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iWorker Work Ethics

We all love being iWorkers. As a Schedule K-1 worker, I have the financial obligations and reporting that W2 workers are not concerned about, but I also have a lot of freedom to chart my own course and the real benefit to being independent is the iWorker cultural benefits; let me explain.

In addition to freedom and independence, iWorkers have common traits that bonds us together a community. We work hard, we deliver results, we focus on value. This is why our customers love us. Being an independent technologist myself, I’ve been thinking about the power that programmers have, yet there are no ethics written down. Medical professionals have the Hippocratic Oath to guide them to practice and other professions have oaths as well, or perhaps they’re just guiding principles and good intentions. I’m really not sure how serious people take oaths and vows anymore, but that’s a blog for another day. I think that when iWorkers consider their career, they should adopt their own code-of-ethics.

Paul's "PLIST" of iWorker Ethics (I love lists, a common trait of iWorkers.

  1. Everything is PERSONAL. A famous man once said "It's not personal. It's strictly business." OK, it was Michael Corleone in the GodFather but I still disagree. To me everything is personal and I don't differentiate between business and my personal ethics.

  2. PRINCIPLES. I stick to my moral principles in everything I do. I find that most iWorkers are the same. I don’t care what they are, but be true to yourself. Think about what guides your life, be it spiritual, ethical or whatever. My advice is don’t trade money or security for your principals, it’s not worth it. I once designed some code that turned out to be ‘not quite ethical’ (the system has not been in production in decades). I was working on well-defined specs and didn’t realize the implication. I ended up ‘technically redeeming myself’ by creating a reversed-engineered version of the code that looked for ‘non-ethical’ transactions for a company that had to handle the processing of the original system.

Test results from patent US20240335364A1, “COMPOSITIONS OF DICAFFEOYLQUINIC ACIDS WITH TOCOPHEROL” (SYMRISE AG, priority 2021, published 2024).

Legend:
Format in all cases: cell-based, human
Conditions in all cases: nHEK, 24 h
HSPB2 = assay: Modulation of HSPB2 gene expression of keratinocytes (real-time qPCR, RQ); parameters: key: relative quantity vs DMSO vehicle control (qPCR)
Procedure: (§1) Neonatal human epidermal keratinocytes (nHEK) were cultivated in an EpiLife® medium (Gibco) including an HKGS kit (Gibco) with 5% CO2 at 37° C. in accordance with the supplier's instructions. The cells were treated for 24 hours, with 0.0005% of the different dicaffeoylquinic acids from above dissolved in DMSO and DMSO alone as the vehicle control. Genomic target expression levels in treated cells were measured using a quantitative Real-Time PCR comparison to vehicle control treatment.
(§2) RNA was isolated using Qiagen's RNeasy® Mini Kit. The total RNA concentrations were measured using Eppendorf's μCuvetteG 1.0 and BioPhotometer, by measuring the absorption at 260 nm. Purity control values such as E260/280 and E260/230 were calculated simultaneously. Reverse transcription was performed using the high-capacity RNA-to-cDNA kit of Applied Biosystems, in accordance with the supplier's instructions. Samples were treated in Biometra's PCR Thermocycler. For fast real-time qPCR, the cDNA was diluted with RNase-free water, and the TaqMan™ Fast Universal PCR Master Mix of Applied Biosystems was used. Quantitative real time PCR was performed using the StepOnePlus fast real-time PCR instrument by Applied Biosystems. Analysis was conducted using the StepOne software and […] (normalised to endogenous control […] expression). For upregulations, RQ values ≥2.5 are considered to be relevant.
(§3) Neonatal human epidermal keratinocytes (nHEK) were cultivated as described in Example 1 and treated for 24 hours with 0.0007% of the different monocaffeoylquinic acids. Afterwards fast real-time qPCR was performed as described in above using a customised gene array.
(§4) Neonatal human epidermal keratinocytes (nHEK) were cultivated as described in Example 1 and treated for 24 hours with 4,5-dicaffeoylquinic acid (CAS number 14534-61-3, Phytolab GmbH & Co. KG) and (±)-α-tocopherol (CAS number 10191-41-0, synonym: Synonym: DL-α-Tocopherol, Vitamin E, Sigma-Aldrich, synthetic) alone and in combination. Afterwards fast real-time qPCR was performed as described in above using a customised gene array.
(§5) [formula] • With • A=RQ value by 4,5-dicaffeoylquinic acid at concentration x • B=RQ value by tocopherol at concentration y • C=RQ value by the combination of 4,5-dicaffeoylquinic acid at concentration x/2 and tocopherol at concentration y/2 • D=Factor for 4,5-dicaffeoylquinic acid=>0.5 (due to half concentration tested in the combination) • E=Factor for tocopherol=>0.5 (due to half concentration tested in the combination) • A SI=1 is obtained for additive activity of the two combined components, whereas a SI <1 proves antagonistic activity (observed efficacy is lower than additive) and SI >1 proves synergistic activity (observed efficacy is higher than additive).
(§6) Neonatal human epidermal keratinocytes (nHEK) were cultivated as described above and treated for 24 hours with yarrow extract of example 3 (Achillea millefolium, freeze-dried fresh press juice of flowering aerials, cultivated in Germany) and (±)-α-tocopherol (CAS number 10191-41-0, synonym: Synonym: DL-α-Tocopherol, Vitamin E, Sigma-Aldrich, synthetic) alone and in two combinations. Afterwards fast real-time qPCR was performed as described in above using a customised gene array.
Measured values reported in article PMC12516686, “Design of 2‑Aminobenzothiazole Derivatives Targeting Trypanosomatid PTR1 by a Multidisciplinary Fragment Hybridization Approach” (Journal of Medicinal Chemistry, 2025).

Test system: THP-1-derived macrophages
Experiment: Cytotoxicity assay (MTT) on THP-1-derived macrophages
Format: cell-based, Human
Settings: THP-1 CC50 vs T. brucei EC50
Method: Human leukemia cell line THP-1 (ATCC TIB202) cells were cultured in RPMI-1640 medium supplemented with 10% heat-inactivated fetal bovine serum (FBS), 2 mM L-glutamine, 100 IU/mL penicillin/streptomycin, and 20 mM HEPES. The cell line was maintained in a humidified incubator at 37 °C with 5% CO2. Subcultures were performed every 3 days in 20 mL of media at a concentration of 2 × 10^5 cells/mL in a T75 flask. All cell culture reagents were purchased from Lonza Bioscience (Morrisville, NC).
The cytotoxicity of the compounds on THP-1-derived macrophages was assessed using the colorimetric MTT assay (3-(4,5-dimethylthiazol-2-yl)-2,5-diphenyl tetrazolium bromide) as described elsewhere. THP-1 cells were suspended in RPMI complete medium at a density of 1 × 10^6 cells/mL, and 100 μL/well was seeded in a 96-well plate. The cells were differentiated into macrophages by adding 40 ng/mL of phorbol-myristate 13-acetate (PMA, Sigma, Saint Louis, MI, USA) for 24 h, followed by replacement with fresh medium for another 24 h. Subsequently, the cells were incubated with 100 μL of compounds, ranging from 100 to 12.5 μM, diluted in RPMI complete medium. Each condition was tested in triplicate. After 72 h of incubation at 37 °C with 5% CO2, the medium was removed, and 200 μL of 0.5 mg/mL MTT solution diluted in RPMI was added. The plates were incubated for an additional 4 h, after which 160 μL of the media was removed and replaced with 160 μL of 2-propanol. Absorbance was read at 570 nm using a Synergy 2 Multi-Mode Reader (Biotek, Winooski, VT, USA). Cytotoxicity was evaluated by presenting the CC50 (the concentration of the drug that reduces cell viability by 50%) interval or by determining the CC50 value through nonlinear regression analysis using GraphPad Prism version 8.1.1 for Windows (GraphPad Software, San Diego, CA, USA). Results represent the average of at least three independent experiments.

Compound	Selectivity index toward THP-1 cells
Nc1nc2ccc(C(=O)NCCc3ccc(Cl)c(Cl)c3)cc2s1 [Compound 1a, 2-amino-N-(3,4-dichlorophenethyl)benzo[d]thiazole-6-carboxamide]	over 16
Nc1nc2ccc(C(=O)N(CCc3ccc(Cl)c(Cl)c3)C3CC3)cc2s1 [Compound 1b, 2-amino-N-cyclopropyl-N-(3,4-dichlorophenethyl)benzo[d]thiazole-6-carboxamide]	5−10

3. Purpose. By working with a purpose, choose projects that are meaningful to you. Do you really want to be working on a non-value project, or do you want to work on great projects? It’s up to you. I prefer to work on projects that truly deliver something valuable. 

  4. Problem-solving . This goes along with #3, except for me it’s specific to working on code that tackles a problem and simplifies a complex process. This also goes with job satisfaction, since doing thought-experiments , working on puzzles, and coding all day is fun! (for me).

  5. Intellectual Property. Do you own the work result you produced? If not, is it legally licensed and properly attributed? Always be honest.

  6. Avoid Patents. OK, this is purely personal. I understand patents for defensive purposes, especially in a large company, but in a start-up, I’d avoid them like the plague; move fast and let the trolls chase me. If your customer requires you to submit patents, think about the value of the time it takes to do so, and whether or not having your name on a patent really has some stature. I’m happy to say that I’ve avoided having my name listed on any patents, yet I have produced some really cool stuff. Think I’m violating your patent? I’ve invested my expertise in understand decades of ‘prior art’, so bring it! Agree to disagree on this, it's just that, to me, the effort takes time that I don't have.